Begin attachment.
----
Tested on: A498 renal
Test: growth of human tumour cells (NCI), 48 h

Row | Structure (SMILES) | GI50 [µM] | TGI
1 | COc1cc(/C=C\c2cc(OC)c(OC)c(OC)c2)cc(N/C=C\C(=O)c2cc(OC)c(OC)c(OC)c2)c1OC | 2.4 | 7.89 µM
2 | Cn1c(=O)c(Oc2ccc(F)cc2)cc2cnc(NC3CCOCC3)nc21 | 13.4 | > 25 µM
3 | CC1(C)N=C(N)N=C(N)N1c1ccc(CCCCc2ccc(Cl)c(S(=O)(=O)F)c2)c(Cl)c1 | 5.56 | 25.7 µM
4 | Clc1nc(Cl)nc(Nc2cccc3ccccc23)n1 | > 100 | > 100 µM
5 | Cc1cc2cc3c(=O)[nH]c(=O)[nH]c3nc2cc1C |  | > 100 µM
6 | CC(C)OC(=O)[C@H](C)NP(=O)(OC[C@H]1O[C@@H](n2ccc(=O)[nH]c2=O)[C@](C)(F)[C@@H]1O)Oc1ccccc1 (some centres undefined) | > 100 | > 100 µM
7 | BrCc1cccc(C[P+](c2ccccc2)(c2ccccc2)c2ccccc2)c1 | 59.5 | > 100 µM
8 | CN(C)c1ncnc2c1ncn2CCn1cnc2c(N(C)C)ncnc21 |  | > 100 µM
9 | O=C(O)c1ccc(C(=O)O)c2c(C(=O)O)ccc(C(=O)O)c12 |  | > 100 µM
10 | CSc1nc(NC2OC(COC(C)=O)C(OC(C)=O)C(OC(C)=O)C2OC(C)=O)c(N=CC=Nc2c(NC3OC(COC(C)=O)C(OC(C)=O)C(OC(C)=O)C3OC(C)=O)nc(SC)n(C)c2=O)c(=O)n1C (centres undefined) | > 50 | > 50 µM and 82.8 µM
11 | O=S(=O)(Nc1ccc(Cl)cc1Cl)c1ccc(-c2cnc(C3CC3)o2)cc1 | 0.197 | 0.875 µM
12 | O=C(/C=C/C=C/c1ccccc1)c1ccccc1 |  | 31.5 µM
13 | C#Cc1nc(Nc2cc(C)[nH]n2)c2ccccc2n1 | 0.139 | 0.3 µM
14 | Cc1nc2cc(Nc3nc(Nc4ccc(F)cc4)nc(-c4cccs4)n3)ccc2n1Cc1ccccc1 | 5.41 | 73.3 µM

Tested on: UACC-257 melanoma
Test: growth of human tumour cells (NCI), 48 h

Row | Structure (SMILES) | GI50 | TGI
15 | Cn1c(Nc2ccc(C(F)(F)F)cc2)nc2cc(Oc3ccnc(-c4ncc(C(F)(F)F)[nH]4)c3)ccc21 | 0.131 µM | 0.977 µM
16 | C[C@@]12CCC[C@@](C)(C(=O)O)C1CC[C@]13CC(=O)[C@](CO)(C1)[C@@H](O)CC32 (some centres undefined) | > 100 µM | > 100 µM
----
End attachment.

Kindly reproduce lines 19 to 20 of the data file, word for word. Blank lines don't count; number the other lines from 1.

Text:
Test: growth of human tumour cells (NCI), 48 h

Row | Structure (SMILES) | GI50 | TGI